“Divine,” Harlem stood and returned the loaded smile slowly feeling the rope making its way around her own neck instead of Sarah’s.

“Salute,” Sarah said as she sipped her martini with a familiarity of which Harlem was slightly jealous.

Harlem awkwardly fumbled her glass to her mouth, watching Sarah over the top of the glass as she did so. The hooch she’d had before was having an effect on her. “Salute,” She mumbled.

Sarah licked her lips, returned her attention to Joe, and continued softly, “So handsome.”

Harlem leaned against the bar and turned back to Joe. He was more than handsome. And he should have been hers. Because he had been hers first. At least in a way that meant something to her. “Mmmmm….Hmmm.”

“And wonderfully talented in…so many ways. Wouldn’t you agree?” Sarah slid her honeyed gaze Harlem’s way. It landed deep in the center of Harlem’s own deep, amber eyes.

Neither shifted. Neither strayed.

“So many ways?” Harlem said, smoothing her dark hair behind her ear. “Yes, I s’pose I’d have to agree with you, Sarah.”

Sarah leaned in toward Harlem, smoothing Harlem’s hair even more as she whispered in Harlem’s ear: “You’ve just confirmed you’re the type of girl who would.”

Harlem’s chin trembled, she bit her Iced Ruby lip until she tasted blood as she watched Sarah raise the glass and slide the remaining martini down her thin wretched throat like an oyster falling from its shell. Sarah licked her lips, gave Harlem a demeaning kiss on the cheek and smiled, “See ‘ya around, sugar.”

“Well, Gosh Damn, what’d ‘ya say next?!” Her best friend, Cora, whispered quite loudly, which was highly inappropriate since they were sitting in church. Cora was the best friend any girl could have; especially a girl like Harlem. Cora could keep a secret like nobody’s business; she could eat as many ice cream sodas as were needed to get through an entire story about the worst (or the most loveliest) date; and she could and would tell an officer the best, most convincing lie to save your ass. Not that either of them had ever gotten into that kind of trouble, but it was a good quality just the same, and now here she was in church, swearin’ like a sailor. Harlem loved her.

Harlem was about to lean in and tell Cora what happened next when Barbara Jones, her neighbor, gave her the stink eye from a few seats over. Not wanting her business overheard, Harlem scribbled on the inside cover of her bible: I SLAPPED HER!

Cora screamed with glee, “YOU WHAAAT?!”

This was too much. Pastor Gordon stopped mid-sermon, and said, “Since Sister Harlem and Sister Cora are so easily moved by today’s word, perhaps they’d like to help me teach it to the youth in Wednesday’s bible study?” Nearly everyone in the very small congregation turned to glare at Cora and Harlem…’cept for those who already knew turning their necks was a waste of time. This wasn’t the first time they’d been called out.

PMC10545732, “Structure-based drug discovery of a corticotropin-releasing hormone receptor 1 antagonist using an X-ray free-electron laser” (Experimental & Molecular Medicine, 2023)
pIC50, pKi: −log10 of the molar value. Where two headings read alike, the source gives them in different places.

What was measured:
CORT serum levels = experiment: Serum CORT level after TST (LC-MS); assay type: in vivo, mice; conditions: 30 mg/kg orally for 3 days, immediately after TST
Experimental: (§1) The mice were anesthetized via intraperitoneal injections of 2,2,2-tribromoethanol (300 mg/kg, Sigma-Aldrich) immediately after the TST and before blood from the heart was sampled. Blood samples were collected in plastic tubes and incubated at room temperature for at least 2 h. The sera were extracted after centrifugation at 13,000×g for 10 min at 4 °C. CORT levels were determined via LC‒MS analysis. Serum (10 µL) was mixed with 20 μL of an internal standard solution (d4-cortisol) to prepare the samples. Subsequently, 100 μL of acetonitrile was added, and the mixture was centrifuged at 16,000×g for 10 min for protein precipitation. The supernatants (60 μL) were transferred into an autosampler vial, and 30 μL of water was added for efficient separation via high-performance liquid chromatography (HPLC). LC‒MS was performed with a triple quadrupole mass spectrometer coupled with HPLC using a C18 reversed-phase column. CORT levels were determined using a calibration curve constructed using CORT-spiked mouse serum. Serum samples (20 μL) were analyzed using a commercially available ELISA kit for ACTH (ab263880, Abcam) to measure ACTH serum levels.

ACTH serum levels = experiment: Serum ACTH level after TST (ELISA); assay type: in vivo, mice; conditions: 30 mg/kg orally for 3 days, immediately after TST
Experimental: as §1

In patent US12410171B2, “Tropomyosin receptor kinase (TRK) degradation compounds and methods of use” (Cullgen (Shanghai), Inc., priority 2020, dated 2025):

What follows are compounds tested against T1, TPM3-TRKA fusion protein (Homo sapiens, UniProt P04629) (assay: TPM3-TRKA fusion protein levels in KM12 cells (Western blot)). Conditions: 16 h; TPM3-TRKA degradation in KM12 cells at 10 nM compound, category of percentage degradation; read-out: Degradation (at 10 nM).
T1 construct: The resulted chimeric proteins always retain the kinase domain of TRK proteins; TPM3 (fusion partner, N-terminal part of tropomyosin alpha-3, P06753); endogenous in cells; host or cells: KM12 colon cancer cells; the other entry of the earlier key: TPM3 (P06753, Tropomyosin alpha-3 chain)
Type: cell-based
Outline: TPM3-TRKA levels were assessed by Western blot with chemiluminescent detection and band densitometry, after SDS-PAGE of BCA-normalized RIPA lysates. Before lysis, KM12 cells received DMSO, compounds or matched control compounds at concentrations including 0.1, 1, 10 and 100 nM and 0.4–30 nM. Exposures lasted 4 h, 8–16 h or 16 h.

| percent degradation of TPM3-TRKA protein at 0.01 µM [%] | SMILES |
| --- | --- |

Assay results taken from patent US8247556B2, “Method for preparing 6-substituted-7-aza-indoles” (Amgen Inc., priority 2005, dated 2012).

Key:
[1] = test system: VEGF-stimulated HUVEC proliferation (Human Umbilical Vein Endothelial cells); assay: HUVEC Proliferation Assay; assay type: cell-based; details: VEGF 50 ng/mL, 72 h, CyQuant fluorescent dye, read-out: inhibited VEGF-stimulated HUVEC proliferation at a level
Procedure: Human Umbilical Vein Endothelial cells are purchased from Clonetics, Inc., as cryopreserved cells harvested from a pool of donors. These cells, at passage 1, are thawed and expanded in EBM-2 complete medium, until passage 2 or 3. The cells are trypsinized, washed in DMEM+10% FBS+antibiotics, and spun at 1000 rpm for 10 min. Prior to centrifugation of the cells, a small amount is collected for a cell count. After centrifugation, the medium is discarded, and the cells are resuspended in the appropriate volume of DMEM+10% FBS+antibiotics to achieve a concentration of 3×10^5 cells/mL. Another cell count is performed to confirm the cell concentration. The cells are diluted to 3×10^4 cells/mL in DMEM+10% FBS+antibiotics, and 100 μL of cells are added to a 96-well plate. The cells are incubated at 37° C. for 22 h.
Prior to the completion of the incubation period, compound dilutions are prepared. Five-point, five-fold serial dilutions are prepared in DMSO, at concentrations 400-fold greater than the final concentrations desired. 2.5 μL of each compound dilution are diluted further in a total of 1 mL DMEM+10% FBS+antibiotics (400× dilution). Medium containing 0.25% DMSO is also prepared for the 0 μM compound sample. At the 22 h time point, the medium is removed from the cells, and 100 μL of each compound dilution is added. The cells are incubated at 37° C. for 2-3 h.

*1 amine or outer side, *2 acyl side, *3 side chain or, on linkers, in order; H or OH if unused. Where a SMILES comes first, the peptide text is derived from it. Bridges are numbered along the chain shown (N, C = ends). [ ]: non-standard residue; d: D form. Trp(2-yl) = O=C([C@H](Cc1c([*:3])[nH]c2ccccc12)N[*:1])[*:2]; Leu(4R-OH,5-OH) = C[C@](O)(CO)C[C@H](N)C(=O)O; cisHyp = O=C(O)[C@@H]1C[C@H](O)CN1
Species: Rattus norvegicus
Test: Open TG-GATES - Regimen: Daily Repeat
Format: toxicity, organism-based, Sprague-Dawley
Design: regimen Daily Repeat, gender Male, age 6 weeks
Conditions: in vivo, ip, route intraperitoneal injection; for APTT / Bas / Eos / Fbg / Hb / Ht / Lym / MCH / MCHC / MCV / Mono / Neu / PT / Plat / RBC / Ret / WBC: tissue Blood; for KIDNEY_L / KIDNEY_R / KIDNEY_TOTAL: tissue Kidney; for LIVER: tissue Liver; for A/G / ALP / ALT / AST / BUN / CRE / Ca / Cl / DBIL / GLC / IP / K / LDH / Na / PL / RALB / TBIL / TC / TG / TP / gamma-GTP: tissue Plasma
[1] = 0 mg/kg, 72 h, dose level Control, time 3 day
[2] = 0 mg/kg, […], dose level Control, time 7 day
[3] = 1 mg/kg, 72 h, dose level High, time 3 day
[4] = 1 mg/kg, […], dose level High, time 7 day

Cora whispered, “This church is the last stop before hell and these folks wanna look at us.”

Cora stood, bowed her head slightly, and said, “Pastor Gordon, please forgive me. I’m not sure what has come over me. Or Harlem. I think it would be best for us to leave so we can find out what has possessed us. C’mon Harlem.”

Once outside in the cool, crisp air and once their giggles shrunk from breath-stealing hysterics to manageable whimpers, Harlem’s turned to tears. “Oh my Lord. I was so humiliated. And mad. And annoyed. And embarrassed. How could she set me up to see if I’d been with Joe and then when I admit I had, she turns around and says ‘I’m the type of girl’ who would divulge that kind of information?!” Harlem cried.

“Clearly the girl has got some kind of finesse that you are sorely lacking. What’d she do after you slapped her?

“I didn’t slap her, Cora. I sat there frozen like a damn idiot ‘til Bartender Scotty poked me on my shoulder and asked if I’d seen a ghost.” Harlem sobbed. “I can never go back to The Coronett Lounge!”

“Oh, yes you can,” Cora announced. “And you will. But first we gotta figure out who this ‘Sarah’ is and why Joe thinks he can treat you with such low regard by bringin’ her ‘round the same night he told you to come by. I mean, really!”

“Maybe, maybe he was…?” Harlem was too distraught to finish her sentence.

“’Maybe nothin’, honey. Joe was the one who done wrong. Like I said, he shouldn’t have invited you on the same night he had another woman on his arm. That’s downright rude and very ungentlemanly-like.”

Cora thought for a moment. She looked at Harlem. Harlem looked back at her.

“What?” Harlem asked, dabbing at her tears with a handkerchief.

“You know what I’m about to say,” chided Cora.

“Sorry, but I’m afraid I don’t.”

“Yessss, you dooooo!” Cora started to pretend like she was Sherlock Holmes and held an imaginary magnifying glass up to Harlem’s slightly shiny forehead.

Harlem ducked and flicked a handkerchief at her, “I imagine that whatever you’re lookin’ for is not goin’ to be found in the refined pimples on my forehead.”

Cora said, “I ain’t lookin’ at your pimples, Harlem. We have more important things to examine, like—”

“—Liiiike what?”

“Like your little pea brain and why it allows you to even still like Joe in the first place.”

Cora’s question, while completely relevant, was in no way what Harlem wanted to hear at that particular moment. She grunted in disgust to signify she thought so.